do you think this type of tech would work on the pop top of m van?I hate running out of battery when on long term camp trips.seems that you could put it directly on the surface to reduce any wind drag
If you bevel the edges of the frame, at least on the front side, the wind drag would be negligible.

If you are camping, you should make the panel attached to the roof but still removable. That way, if you would rather camp in the shade, you could set the panel up in the sun with a cord running back to the van.

It sounds like a really fun project.
It would work quite nicely.
mr_man3 years ago
Here is a similar guide, in case anyone's interested.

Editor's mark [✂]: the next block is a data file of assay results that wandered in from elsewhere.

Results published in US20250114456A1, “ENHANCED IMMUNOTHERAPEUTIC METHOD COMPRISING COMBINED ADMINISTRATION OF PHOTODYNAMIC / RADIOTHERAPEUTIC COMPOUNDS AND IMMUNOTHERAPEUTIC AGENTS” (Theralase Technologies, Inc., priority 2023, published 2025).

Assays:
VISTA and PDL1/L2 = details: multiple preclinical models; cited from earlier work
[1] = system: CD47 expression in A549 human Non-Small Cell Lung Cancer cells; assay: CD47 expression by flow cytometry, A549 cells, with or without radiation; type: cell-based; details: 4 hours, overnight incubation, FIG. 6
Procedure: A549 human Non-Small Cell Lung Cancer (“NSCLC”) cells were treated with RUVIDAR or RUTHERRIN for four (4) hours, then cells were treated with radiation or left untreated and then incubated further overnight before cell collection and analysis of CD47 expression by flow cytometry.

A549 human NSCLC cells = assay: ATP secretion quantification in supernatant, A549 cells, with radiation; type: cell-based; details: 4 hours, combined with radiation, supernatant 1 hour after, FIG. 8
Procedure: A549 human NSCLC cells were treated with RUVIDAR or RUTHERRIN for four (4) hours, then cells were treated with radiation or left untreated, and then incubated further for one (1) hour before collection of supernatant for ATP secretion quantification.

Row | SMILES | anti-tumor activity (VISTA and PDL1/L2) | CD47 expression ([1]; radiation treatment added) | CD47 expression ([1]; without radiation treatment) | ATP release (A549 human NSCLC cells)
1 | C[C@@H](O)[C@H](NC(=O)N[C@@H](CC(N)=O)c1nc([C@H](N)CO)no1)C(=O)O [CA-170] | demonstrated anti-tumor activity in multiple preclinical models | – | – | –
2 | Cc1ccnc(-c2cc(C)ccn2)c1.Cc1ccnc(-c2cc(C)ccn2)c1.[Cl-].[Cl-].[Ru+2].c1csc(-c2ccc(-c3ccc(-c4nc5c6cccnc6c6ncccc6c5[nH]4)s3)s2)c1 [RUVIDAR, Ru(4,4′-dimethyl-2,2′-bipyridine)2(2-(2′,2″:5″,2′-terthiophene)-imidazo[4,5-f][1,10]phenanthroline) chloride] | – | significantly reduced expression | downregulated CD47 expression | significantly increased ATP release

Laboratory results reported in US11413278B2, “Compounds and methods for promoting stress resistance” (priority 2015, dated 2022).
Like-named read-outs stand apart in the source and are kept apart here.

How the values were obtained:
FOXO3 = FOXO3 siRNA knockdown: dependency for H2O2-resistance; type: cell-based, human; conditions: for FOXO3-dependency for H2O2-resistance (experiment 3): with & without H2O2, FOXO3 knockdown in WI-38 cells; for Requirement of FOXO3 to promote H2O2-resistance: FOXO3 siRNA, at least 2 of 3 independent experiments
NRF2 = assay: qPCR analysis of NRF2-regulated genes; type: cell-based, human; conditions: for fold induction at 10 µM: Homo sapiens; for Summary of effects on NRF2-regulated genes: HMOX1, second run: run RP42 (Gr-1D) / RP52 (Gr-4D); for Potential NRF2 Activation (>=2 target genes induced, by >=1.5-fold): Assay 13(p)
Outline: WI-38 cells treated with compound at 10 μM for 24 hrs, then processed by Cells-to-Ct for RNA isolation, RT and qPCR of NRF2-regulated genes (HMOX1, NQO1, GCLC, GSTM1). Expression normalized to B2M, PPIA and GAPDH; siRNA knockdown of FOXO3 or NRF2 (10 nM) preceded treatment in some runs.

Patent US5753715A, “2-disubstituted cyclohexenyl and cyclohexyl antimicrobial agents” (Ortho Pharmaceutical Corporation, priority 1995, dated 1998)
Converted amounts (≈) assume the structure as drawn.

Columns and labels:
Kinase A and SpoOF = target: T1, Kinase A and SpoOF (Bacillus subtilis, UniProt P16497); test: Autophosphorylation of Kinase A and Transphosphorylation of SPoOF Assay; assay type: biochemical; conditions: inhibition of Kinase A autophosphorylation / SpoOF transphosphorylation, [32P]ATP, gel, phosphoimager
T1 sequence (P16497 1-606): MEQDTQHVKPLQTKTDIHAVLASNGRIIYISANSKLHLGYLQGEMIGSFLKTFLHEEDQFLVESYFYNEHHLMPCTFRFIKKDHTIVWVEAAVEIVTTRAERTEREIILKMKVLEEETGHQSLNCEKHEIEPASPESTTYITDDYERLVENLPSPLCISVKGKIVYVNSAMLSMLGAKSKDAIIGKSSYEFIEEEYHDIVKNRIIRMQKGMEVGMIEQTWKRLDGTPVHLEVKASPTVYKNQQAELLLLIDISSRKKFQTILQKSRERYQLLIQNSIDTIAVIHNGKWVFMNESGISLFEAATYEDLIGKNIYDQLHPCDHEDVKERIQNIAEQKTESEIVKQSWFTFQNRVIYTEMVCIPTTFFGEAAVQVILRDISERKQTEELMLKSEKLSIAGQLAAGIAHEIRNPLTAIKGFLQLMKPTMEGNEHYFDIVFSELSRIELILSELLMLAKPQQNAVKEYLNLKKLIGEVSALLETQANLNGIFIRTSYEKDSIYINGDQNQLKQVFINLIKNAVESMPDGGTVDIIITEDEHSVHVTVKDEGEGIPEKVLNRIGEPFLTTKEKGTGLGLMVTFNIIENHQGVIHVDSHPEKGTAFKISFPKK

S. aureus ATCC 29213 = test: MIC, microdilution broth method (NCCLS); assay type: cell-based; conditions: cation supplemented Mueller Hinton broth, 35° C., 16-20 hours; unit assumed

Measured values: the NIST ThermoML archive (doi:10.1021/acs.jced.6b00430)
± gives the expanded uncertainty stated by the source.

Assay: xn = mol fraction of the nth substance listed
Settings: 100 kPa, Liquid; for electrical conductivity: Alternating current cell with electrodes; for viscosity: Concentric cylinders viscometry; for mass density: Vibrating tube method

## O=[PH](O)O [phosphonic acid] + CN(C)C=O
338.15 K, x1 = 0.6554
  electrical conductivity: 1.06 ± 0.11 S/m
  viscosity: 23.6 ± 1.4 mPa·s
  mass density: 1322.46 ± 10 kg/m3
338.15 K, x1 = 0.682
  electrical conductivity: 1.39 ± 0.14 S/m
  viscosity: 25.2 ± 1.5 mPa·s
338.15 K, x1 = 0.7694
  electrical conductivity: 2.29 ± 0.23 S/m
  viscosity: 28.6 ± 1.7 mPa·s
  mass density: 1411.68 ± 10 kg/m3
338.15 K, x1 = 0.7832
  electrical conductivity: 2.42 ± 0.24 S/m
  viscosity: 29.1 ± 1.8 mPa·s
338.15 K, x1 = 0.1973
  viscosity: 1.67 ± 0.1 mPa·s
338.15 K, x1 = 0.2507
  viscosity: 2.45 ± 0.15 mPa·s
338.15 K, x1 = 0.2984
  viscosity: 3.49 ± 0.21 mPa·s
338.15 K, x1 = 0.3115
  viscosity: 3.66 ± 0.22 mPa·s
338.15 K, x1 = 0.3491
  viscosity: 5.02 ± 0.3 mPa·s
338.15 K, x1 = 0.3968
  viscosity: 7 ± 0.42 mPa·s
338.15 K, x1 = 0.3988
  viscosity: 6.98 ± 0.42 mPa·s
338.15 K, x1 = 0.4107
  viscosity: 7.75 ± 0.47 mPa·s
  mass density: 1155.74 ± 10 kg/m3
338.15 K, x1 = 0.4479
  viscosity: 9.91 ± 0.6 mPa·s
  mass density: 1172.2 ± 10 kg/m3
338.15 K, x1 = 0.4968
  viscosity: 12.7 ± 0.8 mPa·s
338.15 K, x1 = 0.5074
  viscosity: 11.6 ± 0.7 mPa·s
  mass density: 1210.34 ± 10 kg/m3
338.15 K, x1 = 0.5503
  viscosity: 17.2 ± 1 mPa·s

Ducky0013 years ago
What the..... You build all that by your self!!! Nice job!! Was it hard? I'm going to study computer engineer too. Have fun building other kind of things! :)
zulfattah3 years ago
I got mine from Ebay germany..cheaper than when directly order from producer..cost me EUR170 for 100 pieces 156mmx156mm mono or poly with 3.8 W to 4.1W power rating.
djcssp4 years ago
Hello Robert,
I looked at your website and you posted a spreadsheet on the cost of producing the panel. Your list of materials includes the tools. What is the approximate cost if I already have all the tools?

The approximate cost if you have the tools is the approxmite cost listed on the spread sheet minus and cost of any tools you already have.
hastyhost (author)  djcssp4 years ago

For my solar panel I did not buy any tools, such as the power drill, saw, and other power tools. I also had all that on hand already, and the spreadsheet doesn't include those items.

Maybe you are referring to something else?

sugarain3 years ago